Full Spectrum vs Isolate CBD
In today's rapidly growing cannabis market, a lot of terms are crafted and used without much in the way of explanation. This can cause a lot of confusion for us, the consumer, about what exactly it is that we are purchasing and what to look for in products.
CBD (cannabidiol) is a naturally occurring compound within the cannabis plant. Just one of over 100 cannabinoids that can be present in the plant, research indicates that CBD is the main powerhouse cannabinoid that propels our bodies into true health. While THC tends to hog the spotlight in discussions about cannabis, research shows that CBD encourages our natural endocannabinoid system to start repairing damage we have accumulated over time, while the other compounds can fine tune the effects.
For example, consider a broad spectrum antibiotic like Doxycycline versus a highly potent yet targeted antibiotic, such as a Z-Pac. CBD acts as a broad spectrum health booster, while other compounds specifically target certain diseases.
There are two main types of CBD available today: isolate and full spectrum or “whole plant” CBD. Both of these options have pros and cons, and while generally speaking a full spectrum CBD is going to be more effective, but there are a few scenarios in which isolate may be a better choice for you.
What's the difference between full spectrum and isolate?
Full Spectrum CBD is extracted from hemp plants, whether stalks and seeds or the flowers of a hemp plant specifically grown for a high CBD content, and contains the full range of cannabinoids and other beneficial compounds present in the plants. While still not capable of getting you high, having the full range of cannabinoids provides what's known as the entourage effect, where all the compounds present work together and boost healing to higher levels than single, or isolated, compounds alone.
A good example of this entourage effect is Tylenol-3, where mixing Tylenol with a slight amount of Codeine boosts the effectiveness of both far beyond what they can achieve independently.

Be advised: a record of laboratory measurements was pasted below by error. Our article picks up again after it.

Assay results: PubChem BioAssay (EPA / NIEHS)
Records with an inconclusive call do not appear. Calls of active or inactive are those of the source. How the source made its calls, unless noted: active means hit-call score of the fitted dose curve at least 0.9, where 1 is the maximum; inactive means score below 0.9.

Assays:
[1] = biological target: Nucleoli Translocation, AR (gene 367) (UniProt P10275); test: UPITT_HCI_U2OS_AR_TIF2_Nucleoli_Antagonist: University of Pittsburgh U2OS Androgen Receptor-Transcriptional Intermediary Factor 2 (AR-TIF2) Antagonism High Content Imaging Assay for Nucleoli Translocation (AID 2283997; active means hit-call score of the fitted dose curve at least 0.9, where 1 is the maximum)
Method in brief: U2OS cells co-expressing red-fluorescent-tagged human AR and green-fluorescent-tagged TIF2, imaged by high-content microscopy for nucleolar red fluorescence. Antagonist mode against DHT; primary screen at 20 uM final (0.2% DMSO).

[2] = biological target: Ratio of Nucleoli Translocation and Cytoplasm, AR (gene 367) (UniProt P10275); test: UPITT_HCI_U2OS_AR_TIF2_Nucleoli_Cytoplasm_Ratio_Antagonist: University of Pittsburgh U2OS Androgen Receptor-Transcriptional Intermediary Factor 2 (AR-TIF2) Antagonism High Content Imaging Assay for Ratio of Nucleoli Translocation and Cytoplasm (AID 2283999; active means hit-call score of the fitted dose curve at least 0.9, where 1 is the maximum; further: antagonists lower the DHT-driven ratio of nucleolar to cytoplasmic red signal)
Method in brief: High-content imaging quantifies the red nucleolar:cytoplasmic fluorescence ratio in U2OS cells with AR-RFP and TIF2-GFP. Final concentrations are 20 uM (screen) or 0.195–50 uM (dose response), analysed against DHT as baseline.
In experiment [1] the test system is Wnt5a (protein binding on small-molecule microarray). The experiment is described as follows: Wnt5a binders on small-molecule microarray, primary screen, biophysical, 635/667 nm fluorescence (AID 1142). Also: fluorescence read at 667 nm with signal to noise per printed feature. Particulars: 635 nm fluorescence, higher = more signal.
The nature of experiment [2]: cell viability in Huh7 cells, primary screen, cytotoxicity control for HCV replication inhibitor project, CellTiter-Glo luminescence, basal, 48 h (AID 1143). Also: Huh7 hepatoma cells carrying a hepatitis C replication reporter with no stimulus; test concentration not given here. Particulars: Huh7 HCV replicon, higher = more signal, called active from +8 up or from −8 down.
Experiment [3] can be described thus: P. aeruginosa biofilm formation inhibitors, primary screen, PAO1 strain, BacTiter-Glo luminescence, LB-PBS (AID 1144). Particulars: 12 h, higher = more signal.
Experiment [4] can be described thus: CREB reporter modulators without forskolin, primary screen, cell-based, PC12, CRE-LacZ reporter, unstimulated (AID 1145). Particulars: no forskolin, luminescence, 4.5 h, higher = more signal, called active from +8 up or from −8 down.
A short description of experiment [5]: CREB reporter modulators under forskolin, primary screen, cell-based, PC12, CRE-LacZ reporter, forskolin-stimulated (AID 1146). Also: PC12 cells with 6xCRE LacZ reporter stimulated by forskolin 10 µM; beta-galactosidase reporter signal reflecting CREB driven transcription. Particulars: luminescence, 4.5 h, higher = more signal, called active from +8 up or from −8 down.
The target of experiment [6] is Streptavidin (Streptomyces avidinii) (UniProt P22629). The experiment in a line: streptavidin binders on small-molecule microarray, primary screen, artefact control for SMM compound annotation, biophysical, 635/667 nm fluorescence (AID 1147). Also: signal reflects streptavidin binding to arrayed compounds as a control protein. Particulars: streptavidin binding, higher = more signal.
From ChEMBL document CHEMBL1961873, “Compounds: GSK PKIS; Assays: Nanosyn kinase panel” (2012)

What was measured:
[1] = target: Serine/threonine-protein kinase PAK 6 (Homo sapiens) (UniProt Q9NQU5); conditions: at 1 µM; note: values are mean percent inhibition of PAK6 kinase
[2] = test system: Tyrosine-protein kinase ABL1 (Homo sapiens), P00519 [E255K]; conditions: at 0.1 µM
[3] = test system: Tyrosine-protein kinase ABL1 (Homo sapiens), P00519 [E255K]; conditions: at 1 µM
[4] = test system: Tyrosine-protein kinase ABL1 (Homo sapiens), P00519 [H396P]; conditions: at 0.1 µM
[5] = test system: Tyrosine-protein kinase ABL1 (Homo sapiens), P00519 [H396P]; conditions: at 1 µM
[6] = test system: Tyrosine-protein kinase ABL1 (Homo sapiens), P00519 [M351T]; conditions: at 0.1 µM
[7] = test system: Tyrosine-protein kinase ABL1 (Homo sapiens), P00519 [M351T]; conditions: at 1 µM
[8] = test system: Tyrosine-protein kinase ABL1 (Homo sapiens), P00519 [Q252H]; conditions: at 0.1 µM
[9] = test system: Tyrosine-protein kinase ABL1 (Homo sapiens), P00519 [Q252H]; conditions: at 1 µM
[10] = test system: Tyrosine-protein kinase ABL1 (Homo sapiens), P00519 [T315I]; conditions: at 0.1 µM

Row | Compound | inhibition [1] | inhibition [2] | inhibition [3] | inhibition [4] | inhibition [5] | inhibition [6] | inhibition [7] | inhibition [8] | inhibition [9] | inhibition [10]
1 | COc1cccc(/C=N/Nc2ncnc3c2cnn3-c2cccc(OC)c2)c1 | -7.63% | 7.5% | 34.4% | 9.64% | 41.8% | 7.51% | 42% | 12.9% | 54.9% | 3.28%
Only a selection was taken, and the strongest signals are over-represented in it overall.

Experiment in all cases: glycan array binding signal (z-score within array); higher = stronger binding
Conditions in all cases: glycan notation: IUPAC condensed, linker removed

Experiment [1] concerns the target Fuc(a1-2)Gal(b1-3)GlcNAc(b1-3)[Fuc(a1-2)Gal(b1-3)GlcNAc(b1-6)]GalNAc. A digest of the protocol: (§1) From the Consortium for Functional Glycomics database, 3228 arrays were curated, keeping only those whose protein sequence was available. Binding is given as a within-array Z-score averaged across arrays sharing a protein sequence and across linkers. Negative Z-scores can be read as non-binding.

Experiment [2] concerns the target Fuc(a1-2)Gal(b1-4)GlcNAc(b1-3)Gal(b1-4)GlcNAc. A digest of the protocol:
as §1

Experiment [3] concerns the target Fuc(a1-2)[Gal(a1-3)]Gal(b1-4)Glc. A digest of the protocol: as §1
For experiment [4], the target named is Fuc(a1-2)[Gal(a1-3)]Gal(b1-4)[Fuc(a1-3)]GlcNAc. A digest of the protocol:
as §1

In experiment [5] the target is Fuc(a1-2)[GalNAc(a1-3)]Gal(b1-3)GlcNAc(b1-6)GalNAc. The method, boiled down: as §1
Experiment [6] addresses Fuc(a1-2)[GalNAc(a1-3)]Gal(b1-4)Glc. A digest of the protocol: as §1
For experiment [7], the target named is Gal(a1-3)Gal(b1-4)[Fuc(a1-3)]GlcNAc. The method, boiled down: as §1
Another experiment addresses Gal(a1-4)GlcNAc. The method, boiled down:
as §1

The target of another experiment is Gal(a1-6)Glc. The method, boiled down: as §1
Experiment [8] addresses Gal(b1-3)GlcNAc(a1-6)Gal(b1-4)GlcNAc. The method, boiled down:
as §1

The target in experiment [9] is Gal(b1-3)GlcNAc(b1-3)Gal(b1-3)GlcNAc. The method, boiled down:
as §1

Isolate is what it sounds like: CBD that has been isolated from all the other compounds found in its original cannabis plant, with some products testing as high as 99% pure CBD. While we might think this is the best, most effective form of CBD due to its purity, research from Canada has actually shown the reverse is true (Scientific Research Publishing).
When comparing isolate to full spectrum, Canadian researchers found that isolate has a minimum and maximum threshold: in other words, you have to take at least a certain amount for effectiveness (minimum threshold), and there's a limit on how much you can take in a day before the effects rapidly taper off (maximum threshold).
The full spectrum CBD, on the other hand, did not show the same minimum and maximum threshold values for effectiveness, showing that the entourage effect encourages our endocannabinoid system to more effectively use the compounds present.
Why would you choose to use isolate instead of a full spectrum?
While full spectrum CBD is federally legal, there is a chance that the trace amounts of THC and other cannabinoids present could show up in a drug test. For people who may be concerned about this, sourcing a reputable isolate is a good idea.
We have not found any reports of people having issues with this, but it’s important to note that it could happen; THC is stored in fat, so if you use a full-spectrum product over a period of many months, there is a chance that it could build up over time and cause you to register positive during a drug test.
A couple ways to combat this issue would be to take a week-long break every couple of months to let the THC clear from your system entirely, or to combine both full spectrum CBD and isolate to minimize the THC being ingested while still enhancing the medicinal qualities of the isolate.
Scientific Research Publishing. “Overcoming the Bell-Shaped Dose-Response of Cannabidiol by Using Cannabis Extract Enriched in Cannabidiol.” Advances in Infectious Diseases, Scientific Research Publishing, 5 Feb. 2015, www.scirp.org/Journal/PaperInformation.aspx?PaperID=53912#.VP4EIildXvY. (Full paper here)
This article was written by Joshua Lee and published on October 9, 2018. Copyright © 2018 Hempsley, All Rights Reserved